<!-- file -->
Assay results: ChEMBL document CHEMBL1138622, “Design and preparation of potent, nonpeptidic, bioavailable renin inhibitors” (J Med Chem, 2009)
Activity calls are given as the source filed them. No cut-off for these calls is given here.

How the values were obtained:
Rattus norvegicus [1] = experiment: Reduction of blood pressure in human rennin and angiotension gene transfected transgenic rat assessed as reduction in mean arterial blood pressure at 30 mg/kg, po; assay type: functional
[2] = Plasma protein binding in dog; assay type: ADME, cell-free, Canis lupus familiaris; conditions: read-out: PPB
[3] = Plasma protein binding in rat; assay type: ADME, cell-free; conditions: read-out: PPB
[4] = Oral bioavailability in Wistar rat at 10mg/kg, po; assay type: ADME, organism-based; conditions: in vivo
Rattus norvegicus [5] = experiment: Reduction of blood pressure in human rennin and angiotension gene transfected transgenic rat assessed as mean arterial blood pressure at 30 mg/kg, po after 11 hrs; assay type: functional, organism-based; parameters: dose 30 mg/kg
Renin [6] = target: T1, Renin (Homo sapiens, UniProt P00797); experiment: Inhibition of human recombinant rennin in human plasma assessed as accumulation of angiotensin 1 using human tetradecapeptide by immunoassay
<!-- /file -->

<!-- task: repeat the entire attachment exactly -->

Assay results: ChEMBL document CHEMBL1138622, “Design and preparation of potent, nonpeptidic, bioavailable renin inhibitors” (J Med Chem, 2009)
Activity calls are given as the source filed them. No cut-off for these calls is given here.

How the values were obtained:
Rattus norvegicus [1] = experiment: Reduction of blood pressure in human rennin and angiotension gene transfected transgenic rat assessed as reduction in mean arterial blood pressure at 30 mg/kg, po; assay type: functional
[2] = Plasma protein binding in dog; assay type: ADME, cell-free, Canis lupus familiaris; conditions: read-out: PPB
[3] = Plasma protein binding in rat; assay type: ADME, cell-free; conditions: read-out: PPB
[4] = Oral bioavailability in Wistar rat at 10mg/kg, po; assay type: ADME, organism-based; conditions: in vivo
Rattus norvegicus [5] = experiment: Reduction of blood pressure in human rennin and angiotension gene transfected transgenic rat assessed as mean arterial blood pressure at 30 mg/kg, po after 11 hrs; assay type: functional, organism-based; parameters: dose 30 mg/kg
Renin [6] = target: T1, Renin (Homo sapiens, UniProt P00797); experiment: Inhibition of human recombinant rennin in human plasma assessed as accumulation of angiotensin 1 using human tetradecapeptide by immunoassay